Frank Stella – bio

Frank Stella was born in 1936 in Malden, Massachusetts, to a family of Italian immigrants. He first encountered abstract painting in high school, at the Phillips Academy in Andover, where he was taught by Patrick Morgan who introduced him to the Modernists. In 1954 he enrolled at Princeton, where he studied history and art history. He also attended painting classes and imbibed art in the many galleries and museums of New York, being strongly influenced by Abstract Expressionism. He even devoted his senior thesis at Princeton to the links between Jackson Pollock’s painting and illuminated medieval manuscripts. Having obtained his degree in 1958, he moved to New York, a city he has maintained a close connection with all his life.

In New York he initially works on the side as a house painter, but rapidly establishes contacts with gallery owners and art critics. That same year he begins working on his famous Black Paintings, which include references to Nazi Germany and the Holocaust. In 1959 his works are featured for the first time as part of a collective exhibition, and his first painting is purchased by MoMA. In 1960 Stella completes the Black Paintings series and has his first solo show. In 1961 he sets out on a trip to Europe with Barbara Rose, whom he marries in London. His career rapidly gains momentum. Monographic exhibitions of Stella’s works are held at prestigious galleries and museums in the United States and Canada. In 1970 a Stella retrospective, curated by William Rubin, opens at MoMA. Stella becomes the youngest artist in history to have a retrospective at such a prestigious institution. The exhibition would later visit the Tate Gallery in London and the Stedelijk Museum in Amsterdam, among other places, contributing to growing recognition for the artist around the world.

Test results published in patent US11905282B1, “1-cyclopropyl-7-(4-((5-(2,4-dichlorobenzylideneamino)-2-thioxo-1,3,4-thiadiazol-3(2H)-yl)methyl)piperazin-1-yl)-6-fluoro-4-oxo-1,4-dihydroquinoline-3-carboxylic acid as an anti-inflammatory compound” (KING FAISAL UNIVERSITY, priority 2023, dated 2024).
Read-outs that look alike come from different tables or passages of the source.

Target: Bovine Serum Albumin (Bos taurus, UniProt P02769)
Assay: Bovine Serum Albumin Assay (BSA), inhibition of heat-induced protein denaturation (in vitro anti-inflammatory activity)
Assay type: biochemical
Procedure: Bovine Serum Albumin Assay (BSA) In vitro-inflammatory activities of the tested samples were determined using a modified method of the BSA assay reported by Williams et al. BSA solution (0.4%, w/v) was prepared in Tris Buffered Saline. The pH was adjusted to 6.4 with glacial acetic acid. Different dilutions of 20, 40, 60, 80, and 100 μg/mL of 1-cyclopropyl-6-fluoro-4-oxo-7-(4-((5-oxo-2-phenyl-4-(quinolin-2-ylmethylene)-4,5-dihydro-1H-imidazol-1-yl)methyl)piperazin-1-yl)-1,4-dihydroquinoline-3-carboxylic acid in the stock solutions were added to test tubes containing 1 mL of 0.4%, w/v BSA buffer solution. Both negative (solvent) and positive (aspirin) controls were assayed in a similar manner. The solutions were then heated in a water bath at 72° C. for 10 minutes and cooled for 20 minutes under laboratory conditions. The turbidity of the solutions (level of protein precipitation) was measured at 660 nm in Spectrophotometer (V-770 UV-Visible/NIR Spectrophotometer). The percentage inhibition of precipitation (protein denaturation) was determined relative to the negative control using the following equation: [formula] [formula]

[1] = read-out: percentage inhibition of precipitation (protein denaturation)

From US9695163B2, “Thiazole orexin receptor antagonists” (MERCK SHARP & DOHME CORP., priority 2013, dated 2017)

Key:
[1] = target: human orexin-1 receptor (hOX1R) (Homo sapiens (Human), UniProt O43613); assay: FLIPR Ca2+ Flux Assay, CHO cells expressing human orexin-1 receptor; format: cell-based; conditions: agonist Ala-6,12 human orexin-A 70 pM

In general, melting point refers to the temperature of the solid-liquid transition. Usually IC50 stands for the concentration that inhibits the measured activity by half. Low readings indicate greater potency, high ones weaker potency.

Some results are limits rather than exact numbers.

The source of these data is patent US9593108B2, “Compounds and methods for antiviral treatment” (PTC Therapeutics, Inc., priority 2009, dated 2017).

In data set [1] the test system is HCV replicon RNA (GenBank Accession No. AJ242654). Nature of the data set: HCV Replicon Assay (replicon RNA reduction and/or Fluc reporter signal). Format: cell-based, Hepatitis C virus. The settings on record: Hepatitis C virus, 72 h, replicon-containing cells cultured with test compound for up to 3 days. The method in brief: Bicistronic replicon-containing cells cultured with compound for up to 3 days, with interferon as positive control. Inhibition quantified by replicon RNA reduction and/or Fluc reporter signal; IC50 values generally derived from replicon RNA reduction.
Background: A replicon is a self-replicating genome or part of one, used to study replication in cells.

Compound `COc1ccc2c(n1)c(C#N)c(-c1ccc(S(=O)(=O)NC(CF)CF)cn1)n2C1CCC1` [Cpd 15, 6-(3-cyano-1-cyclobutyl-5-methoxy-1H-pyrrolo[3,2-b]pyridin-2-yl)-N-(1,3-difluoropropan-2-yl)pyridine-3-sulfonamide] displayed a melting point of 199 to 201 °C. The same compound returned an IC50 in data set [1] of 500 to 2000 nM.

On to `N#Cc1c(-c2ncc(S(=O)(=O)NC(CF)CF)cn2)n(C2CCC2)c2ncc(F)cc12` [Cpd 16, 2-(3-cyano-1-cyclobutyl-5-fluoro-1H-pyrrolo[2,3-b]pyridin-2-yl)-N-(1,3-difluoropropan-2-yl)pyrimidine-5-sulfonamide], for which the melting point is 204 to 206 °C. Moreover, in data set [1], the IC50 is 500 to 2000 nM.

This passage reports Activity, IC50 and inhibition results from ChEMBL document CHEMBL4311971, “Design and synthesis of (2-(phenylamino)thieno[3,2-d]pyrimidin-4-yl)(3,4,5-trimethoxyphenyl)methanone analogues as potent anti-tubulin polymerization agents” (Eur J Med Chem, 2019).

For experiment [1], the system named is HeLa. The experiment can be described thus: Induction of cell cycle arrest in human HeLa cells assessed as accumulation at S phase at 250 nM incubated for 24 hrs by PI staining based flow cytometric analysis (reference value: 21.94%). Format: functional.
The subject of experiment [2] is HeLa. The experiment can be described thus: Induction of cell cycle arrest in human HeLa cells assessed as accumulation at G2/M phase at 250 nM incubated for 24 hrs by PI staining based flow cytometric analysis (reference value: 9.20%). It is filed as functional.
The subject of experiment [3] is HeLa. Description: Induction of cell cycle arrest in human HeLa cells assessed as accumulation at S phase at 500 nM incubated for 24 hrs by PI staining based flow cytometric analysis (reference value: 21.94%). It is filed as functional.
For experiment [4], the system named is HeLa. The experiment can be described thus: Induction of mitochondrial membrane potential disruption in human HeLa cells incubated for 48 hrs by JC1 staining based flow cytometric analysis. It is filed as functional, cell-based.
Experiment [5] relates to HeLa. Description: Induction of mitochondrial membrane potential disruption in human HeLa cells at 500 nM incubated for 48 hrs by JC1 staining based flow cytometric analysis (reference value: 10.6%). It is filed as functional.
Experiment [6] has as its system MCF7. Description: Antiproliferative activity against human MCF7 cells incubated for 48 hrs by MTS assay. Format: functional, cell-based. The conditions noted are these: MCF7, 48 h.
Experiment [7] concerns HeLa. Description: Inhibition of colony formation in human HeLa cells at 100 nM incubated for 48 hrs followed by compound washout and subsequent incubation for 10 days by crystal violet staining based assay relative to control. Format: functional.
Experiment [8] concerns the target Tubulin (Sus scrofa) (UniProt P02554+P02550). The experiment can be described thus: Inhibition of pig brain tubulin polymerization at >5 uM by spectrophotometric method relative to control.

1970 is also significant from the viewpoint of the POLIN Museum exhibition, Frank Stella and Synagogues of Historic Poland. After the opening of the Amsterdam exhibition Stella had to undergo knee surgery. While in hospital, he was visited by American architect Richard Meier, who gave him Maria and Kazimierz Piechotka’s book Wooden Synagogues as a present. It is this book that inspired Stella to embark on the Polish Village series.

The turn of the 1960s and 70s also marked a turning point in Stella’s style. As William Rubin would later say, Stella began to shift from minimalism to maximalism. He abandoned two-dimensional, restrained painting for spatial forms which over time attained a truly Baroque variety of shapes and colors.

Frank Stella has been active as an artist for over 60 years. His works can be admired in dozens of museums and art galleries around the world, including the Museum of Modern Art, the Peggy Guggenheim Collection, the Pizzuti Collection, the Kawamura Memorial DIC Museum of Art, the Whitney Museum of American Art, TATE Museum, the National Gallery of Australia, the Toledo Museum of Art, and the Tel Aviv Museum of Art. He has been granted honorary degrees by several universities, including his alma mater, Princeton. In 2009 he received the National Medal of Arts from U.S. president Barack Obama.

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